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GD 2.2 - November 2011

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EDITORIAL BOARD

Editors:
Michael Burawoy.

Associate Editor:
Margaret Abraham, Tina Uys, Raquel Sosa, Jennifer Platt, Robert Van Krieken.

Managing Editors:
Lola Busuttil, August Bagà.

Consulting Editors:

Izabela Barlinska, Louis Chauvel, Dilek Cindoglu, Tom Dwyer, Jan Fritz, Sari Hanafi , Jaime Jiménez, Habibul Khondker, Simon Mapadimeng, Ishwar Modi, Nikita Pokrovsky, Emma Porio, Yoshimichi Sato, Vineeta Sinha, Benjamin Tejerina, Chin-Chun Yi, Elena Zdravomyslova.

REGIONAL EDITORS

Arab World: Sari Hanafi, Mounir Saidani.
Brazil: Gustavo Taniguti, Juliana Tonche, Pedro Mancini, Fabio Silva Tsunoda, Dmitri Cerboncini Fernandes, Andreza Galli, Renata Barreto Preturlan.
Colombia: María José Álvarez Rivadulla, Sebastián Villamizar Santamaría, Andrés Castro Araújo.
India: Ishwar Modi, Rajiv Gupta, Rashmi Jain, Uday Singh.
Iran: Reyhaneh Javadi, Shahrad Shahvand, Zeinab Nesar, Fatemeh Khorasani, Najmeh Taheri, Saghar Bozorgi, Tara Asgari Laleh.
Japan: Kazuhisa Nishihara, Mari Shiba, Yoshiya Shiotani, Kousuke Himeno, Tomohiro Takami, Yutaka Iwadate, Kazuhiro Ikeda, Yu Fukuda, Michiko Sambe, Takako Sato.
Poland: Mikołaj Mierzejewski, Anna Piekutowska, Karolina Mikołajewska, Jakub Rozenbaum, Tomasz Piątek, Michał Chełmiński.
Russia: Elena Zdravomyslova, Elena Nikoforova, Asja Voronkova.
Spain: Gisela Redondo.
Taiwan: Jing-Mao Ho.

GD 2.2 - November 2011

Editorial

One of sociology’s important tasks is to combat popular stereotypes and political distortions, not least, those portraying the place of Islam in the world today. Thus, in this issue of Global Dialogue Catherine Delcroix analyzes how Muslims in Europe respond to Islamophobia, while Vedi Hadiz examines how Islamic Populism mobilizes Muslims in Indonesia and Egypt behind market ideologies, following the model of the Justice and Development Party now ruling Turkey. Herbert Docena shows how markets and morality are also intertwined in climate change negotiations as the North denies guilt for centuries of emissions, and the South refuses to make sacrifices to counter conditions they didn’t create. Here the market enters as a supposedly neutral arbiter, whereas in other cases its destructiveness is transparent. Thus, Rob Lambert writes about the possibilities of contesting neoliberalism through international labor solidarity based in the Global South, while Devorah Kalekin describes last summer’s anti-austerity protests in Israel. Market fundamentalism was also the focus of two major addresses, published here, to the September meetings of the European Sociological Association...

One of sociology’s important tasks is to combat popular stereotypes and political distortions, not least, those portraying the place of Islam in the world today. Thus, in this issue of Global Dialogue Catherine Delcroix analyzes how Muslims in Europe respond to Islamophobia, while Vedi Hadiz examines how Islamic Populism mobilizes Muslims in Indonesia and Egypt behind market ideologies, following the model of the Justice and Development Party now ruling Turkey.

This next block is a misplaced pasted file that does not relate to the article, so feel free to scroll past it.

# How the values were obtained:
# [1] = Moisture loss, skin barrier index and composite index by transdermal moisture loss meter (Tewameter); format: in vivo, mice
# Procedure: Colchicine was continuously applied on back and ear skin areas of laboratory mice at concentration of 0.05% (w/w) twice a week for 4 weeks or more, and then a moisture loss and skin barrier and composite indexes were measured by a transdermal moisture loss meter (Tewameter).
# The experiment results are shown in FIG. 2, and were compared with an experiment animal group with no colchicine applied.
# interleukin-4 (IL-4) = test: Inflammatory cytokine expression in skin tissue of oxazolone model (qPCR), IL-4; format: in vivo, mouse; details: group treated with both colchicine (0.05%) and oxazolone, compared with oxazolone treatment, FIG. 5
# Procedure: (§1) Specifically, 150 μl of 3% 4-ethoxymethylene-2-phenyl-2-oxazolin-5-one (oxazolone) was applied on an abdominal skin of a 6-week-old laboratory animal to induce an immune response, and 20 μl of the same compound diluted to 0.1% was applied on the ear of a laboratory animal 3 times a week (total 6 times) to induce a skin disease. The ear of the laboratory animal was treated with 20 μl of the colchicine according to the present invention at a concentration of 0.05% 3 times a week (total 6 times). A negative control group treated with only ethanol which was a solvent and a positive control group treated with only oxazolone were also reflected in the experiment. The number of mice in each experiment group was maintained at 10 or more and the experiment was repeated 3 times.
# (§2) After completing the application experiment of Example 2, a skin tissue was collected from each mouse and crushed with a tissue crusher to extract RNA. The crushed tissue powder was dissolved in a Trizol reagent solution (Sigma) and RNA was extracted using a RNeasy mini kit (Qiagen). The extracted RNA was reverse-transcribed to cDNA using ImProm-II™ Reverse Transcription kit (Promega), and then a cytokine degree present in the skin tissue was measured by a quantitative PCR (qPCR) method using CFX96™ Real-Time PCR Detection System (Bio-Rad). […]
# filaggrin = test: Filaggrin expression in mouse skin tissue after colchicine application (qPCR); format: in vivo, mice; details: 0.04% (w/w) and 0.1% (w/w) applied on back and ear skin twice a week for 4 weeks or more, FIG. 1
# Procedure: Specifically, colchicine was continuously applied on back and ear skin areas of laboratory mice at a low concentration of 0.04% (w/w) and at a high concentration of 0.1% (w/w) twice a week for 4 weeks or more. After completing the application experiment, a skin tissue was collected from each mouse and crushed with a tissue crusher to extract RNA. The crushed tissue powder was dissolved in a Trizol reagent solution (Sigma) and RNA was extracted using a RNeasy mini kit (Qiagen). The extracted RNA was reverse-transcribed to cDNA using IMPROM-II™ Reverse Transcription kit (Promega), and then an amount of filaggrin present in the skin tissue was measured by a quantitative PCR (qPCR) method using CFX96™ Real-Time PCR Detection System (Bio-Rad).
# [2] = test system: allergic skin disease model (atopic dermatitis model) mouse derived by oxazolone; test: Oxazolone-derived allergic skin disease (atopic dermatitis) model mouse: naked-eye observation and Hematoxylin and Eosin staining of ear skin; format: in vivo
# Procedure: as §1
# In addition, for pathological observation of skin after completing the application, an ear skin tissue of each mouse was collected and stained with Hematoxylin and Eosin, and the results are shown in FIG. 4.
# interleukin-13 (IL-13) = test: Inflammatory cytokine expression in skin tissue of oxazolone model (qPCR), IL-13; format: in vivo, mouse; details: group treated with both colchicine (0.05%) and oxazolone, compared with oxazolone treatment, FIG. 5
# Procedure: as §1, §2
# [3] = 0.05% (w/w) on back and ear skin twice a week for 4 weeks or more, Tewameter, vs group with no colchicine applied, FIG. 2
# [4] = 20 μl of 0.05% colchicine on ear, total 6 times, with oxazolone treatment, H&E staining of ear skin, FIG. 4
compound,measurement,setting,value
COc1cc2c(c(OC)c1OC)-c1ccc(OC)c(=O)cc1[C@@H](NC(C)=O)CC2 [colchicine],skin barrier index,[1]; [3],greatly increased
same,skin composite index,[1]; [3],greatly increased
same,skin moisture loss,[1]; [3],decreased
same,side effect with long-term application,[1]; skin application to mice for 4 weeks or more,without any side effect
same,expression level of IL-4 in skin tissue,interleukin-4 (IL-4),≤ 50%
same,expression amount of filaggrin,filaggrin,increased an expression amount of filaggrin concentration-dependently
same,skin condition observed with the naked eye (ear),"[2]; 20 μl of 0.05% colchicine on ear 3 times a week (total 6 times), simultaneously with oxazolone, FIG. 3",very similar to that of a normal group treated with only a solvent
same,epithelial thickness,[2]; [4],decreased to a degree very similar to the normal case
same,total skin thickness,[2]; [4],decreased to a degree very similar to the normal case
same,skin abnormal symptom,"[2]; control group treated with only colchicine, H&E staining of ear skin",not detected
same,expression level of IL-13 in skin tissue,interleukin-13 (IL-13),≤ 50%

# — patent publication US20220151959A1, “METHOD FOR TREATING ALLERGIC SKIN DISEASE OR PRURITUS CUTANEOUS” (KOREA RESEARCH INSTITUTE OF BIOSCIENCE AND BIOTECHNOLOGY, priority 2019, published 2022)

Herbert Docena shows how markets and morality are also intertwined in climate change negotiations as the North denies guilt for centuries of emissions, and the South refuses to make sacrifices to counter conditions they didn’t create. Here the market enters as a supposedly neutral arbiter, whereas in other cases its destructiveness is transparent. Thus, Rob Lambert writes about the possibilities of contesting neoliberalism through international labor solidarity based in the Global South, while Devorah Kalekin describes last summer’s anti-austerity protests in Israel.

Market fundamentalism was also the focus of two major addresses, published here, to the September meetings of the European Sociological Association and the Latin American Sociological Association. They contribute to sociology in an unequal world – the theme of the 2014 World Congress of Sociology in Yokohama – as does, from another perspective, Piotr Sztompka, whose ten theses have prompted four divergent responses. The debate is not new but is invigorated by heightened consciousness of global inequalities.

Our human rights column describes the horrors of pax-Russiana in Chechnya, while our history column pays tribute to Devorah Kalekin, dedicated editor of the International Sociology Review of Books, which she began in 2006. Finally, I’d like to welcome the team of sociologists from Warsaw who will produce Global Dialogue in Polish, our 12th language, and the team from Bogotá who will take over the Spanish translation.

Michael Burawoy, editor of Global Dialogue

Global Dialogue can be found in multiple languages.
Submissions should be sent to globaldialogue.isa@gmail.com.

Articles in this issue

Islam

Negotiating Islamophobia: Exit, Voice, and Loyalty

The New Islamic Populism

Social Protest

Who’s to Blame? Stormy Times in Climate Change Negotiations

What Possibilities for Global Labor?

Self-Discovery: A Grass Roots Civil Society in Israel

Debate: Sociology in an Unequal World

Ten Theses on the Status of Sociology in an Unequal World

Excellence and Balance: Producing Sociology that Matters

‘Patient Denied Hospitalization’ or ‘In Defence of Sociology’

Academic Dependency

Producing Sociology in Today’s Unequal World

Special Columns

When the End of War Doesn’t Mean Peace

Congress of the Latin American Sociological Association: Final Declaration

Sociology for Turbulent Times: Address to the European Sociological Association

Goodbye, Devorah – Hello, Mohammed

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